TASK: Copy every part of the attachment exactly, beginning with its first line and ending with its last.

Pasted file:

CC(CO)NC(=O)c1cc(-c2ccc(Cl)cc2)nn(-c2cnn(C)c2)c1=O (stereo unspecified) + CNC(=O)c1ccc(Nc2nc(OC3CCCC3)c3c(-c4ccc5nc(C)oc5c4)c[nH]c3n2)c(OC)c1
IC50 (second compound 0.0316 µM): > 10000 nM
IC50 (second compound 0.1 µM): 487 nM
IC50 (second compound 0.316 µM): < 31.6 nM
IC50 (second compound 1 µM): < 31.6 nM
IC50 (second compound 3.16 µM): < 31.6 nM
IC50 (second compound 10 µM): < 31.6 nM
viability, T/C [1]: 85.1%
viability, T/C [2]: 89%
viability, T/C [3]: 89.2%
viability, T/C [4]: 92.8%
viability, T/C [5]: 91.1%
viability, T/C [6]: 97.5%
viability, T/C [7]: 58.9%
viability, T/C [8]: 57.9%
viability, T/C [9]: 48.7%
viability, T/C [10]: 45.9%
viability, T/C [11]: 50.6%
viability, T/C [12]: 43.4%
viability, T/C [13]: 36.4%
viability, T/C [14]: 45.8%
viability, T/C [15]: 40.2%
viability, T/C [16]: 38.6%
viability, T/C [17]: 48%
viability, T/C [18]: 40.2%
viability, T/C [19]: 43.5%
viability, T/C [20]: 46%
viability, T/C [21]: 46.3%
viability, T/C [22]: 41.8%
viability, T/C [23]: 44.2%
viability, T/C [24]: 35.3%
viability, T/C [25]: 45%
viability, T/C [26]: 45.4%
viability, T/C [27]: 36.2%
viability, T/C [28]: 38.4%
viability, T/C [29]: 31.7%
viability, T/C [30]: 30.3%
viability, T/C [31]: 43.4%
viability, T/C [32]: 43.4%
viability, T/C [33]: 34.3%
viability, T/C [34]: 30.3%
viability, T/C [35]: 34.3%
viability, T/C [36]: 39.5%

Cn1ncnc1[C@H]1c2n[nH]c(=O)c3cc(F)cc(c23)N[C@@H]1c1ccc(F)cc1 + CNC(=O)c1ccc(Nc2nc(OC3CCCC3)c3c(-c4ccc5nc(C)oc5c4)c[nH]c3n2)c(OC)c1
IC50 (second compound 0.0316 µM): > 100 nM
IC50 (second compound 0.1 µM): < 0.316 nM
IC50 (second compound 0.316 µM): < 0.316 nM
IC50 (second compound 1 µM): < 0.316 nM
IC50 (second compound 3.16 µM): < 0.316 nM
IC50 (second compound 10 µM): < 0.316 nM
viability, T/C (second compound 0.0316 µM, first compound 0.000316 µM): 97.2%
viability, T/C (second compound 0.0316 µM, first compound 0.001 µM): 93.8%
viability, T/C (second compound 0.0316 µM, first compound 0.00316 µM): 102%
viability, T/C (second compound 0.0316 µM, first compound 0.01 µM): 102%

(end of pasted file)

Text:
CC(CO)NC(=O)c1cc(-c2ccc(Cl)cc2)nn(-c2cnn(C)c2)c1=O (stereo unspecified) + CNC(=O)c1ccc(Nc2nc(OC3CCCC3)c3c(-c4ccc5nc(C)oc5c4)c[nH]c3n2)c(OC)c1
IC50 (second compound 0.0316 µM): > 10000 nM
IC50 (second compound 0.1 µM): 487 nM
IC50 (second compound 0.316 µM): < 31.6 nM
IC50 (second compound 1 µM): < 31.6 nM
IC50 (second compound 3.16 µM): < 31.6 nM
IC50 (second compound 10 µM): < 31.6 nM
viability, T/C [1]: 85.1%
viability, T/C [2]: 89%
viability, T/C [3]: 89.2%
viability, T/C [4]: 92.8%
viability, T/C [5]: 91.1%
viability, T/C [6]: 97.5%
viability, T/C [7]: 58.9%
viability, T/C [8]: 57.9%
viability, T/C [9]: 48.7%
viability, T/C [10]: 45.9%
viability, T/C [11]: 50.6%
viability, T/C [12]: 43.4%
viability, T/C [13]: 36.4%
viability, T/C [14]: 45.8%
viability, T/C [15]: 40.2%
viability, T/C [16]: 38.6%
viability, T/C [17]: 48%
viability, T/C [18]: 40.2%
viability, T/C [19]: 43.5%
viability, T/C [20]: 46%
viability, T/C [21]: 46.3%
viability, T/C [22]: 41.8%
viability, T/C [23]: 44.2%
viability, T/C [24]: 35.3%
viability, T/C [25]: 45%
viability, T/C [26]: 45.4%
viability, T/C [27]: 36.2%
viability, T/C [28]: 38.4%
viability, T/C [29]: 31.7%
viability, T/C [30]: 30.3%
viability, T/C [31]: 43.4%
viability, T/C [32]: 43.4%
viability, T/C [33]: 34.3%
viability, T/C [34]: 30.3%
viability, T/C [35]: 34.3%
viability, T/C [36]: 39.5%

Cn1ncnc1[C@H]1c2n[nH]c(=O)c3cc(F)cc(c23)N[C@@H]1c1ccc(F)cc1 + CNC(=O)c1ccc(Nc2nc(OC3CCCC3)c3c(-c4ccc5nc(C)oc5c4)c[nH]c3n2)c(OC)c1
IC50 (second compound 0.0316 µM): > 100 nM
IC50 (second compound 0.1 µM): < 0.316 nM
IC50 (second compound 0.316 µM): < 0.316 nM
IC50 (second compound 1 µM): < 0.316 nM
IC50 (second compound 3.16 µM): < 0.316 nM
IC50 (second compound 10 µM): < 0.316 nM
viability, T/C (second compound 0.0316 µM, first compound 0.000316 µM): 97.2%
viability, T/C (second compound 0.0316 µM, first compound 0.001 µM): 93.8%
viability, T/C (second compound 0.0316 µM, first compound 0.00316 µM): 102%
viability, T/C (second compound 0.0316 µM, first compound 0.01 µM): 102%